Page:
By Richard Bejtlich, Principal Security Strategist, Corelight
Elections have two critical components. The first is the conduct of the election as visible to the participants. The second is the hidden aspect, that which is not visible to the participants.
Voters have seen how computers have become more important to the election process, whether for collecting individual votes, tallying totals, transmitting results, or displaying outcomes. What they have not seen is how these processes take place.
It’s impossible to address all network security monitoring components of the election process in several hundred words, but the overarching role of the network is worthy of an assessment.
Any election infrastructure that transmits information from one computer to another is using a network, unless some sort of human or mechanical interface physically moves digital storage media between them.
The creation of any network is likely to result in that network being connected to the global Internet. This concept undoubtedly bears some sort of formally named “law” promulgated by network scientists, but for now it is important to accept that even networks not designed for connection to the Internet usually end up linked to it. This means that every election network, whether designed for Internet access or not, likely ends up within the global reach of every other Internet-connected actor, whether in a nearby town or across the globe.
In such a circumstance, it becomes necessary to know how the network is being used. Even for simple troubleshooting, without the presence of threat actors, network and security administrators should be asking and learning how their networked resources are performing. Once they acknowledge the interest of threat actors, it becomes a necessity to monitor the network.
However, it is critical to realize that it is insufficient to simply deploy some sort of security appliance on the network that blocks what it considers to be suspicious or malicious traffic. It’s also not sufficient to deploy the same or another security appliance that generates alerts when it detects suspicious or malicious activity. These are both helpful, but it is also important — and perhaps primarily so — to install a passive system that conducts an audit of the traffic it sees, silently recording the use of the network in a format that allows later inspection and validation to assure voters and administrators that the network performed as expected, and was, or was not, abused by threat actors.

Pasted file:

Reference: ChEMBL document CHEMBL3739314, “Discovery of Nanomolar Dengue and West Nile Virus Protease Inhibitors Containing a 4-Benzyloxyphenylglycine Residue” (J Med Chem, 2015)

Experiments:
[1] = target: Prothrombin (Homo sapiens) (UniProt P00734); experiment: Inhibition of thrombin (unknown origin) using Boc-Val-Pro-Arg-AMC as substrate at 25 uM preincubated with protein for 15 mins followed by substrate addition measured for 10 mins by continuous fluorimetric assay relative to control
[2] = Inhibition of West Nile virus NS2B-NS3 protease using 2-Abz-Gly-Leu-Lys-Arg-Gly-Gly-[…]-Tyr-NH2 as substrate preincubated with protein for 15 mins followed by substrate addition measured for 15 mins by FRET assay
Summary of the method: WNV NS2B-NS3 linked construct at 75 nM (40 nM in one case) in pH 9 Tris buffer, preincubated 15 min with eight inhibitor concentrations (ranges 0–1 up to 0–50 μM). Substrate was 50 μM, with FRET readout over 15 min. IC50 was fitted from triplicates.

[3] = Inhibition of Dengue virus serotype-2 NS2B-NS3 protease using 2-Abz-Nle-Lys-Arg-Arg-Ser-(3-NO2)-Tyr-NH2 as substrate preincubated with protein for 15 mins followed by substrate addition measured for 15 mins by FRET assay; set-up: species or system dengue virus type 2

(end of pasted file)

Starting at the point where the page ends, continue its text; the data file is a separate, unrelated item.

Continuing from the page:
In this capacity, a network-based solution can work in concert with other sources of security data, such as infrastructure and application logs, and endpoint system logs and security software. Because the network itself is the lowest common denominator in any networked environment, it is the last best hope to detect suspicious or malicious activity. Anything that uses the network can be seen, and potentially evaluated for misuse, based on how it interacts with the network. This applies to mobile devices that connect to WiFi, or operational technology, or anything else that communicates with the Internet.
If one waits until the month or week of the election to install this monitoring infrastructure, it will be too late. Threat actors are likely already probing election networks for weaknesses. With six months left before the election, now is the time to ensure they are properly instrumented with network security monitoring solutions. This time window allows analysts to collect data, investigate it for signs of compromise or tampering, and introduce improvements and safeguards to frustrate the intruders when they try additional intrusion campaigns. These remaining six months will give red teams chances to demonstrate what sort of vulnerabilities the election networks still possess, and whether blue teams can identify and respond to real intruders as well as red team campaigns. Finally, once the election happens, the necessary network security monitoring processes, tools, and personnel will be tested and ready.
Even if the personnel or processes are lacking, deploying the proper instrumentation will provide outside election officials or consultancies with the data they need to conduct spot checks or in-depth analysis of worrisome situations. Just as we want elections themselves to have an audit trail in the event of recount, we also want an “audit trail” for network access to election systems — and this applies to whatever hybrid method of voting occurs.
Only by having the proper data provided by network security monitoring systems will voters and election officials gain the information needed to validate trustworthiness and develop confidence in the election process.
*** This is a Security Bloggers Network syndicated blog from Bright Ideas Blog authored by Richard Bejtlich. Read the original post at: https://corelight.blog/2020/05/07/instrument-election-infrastructure/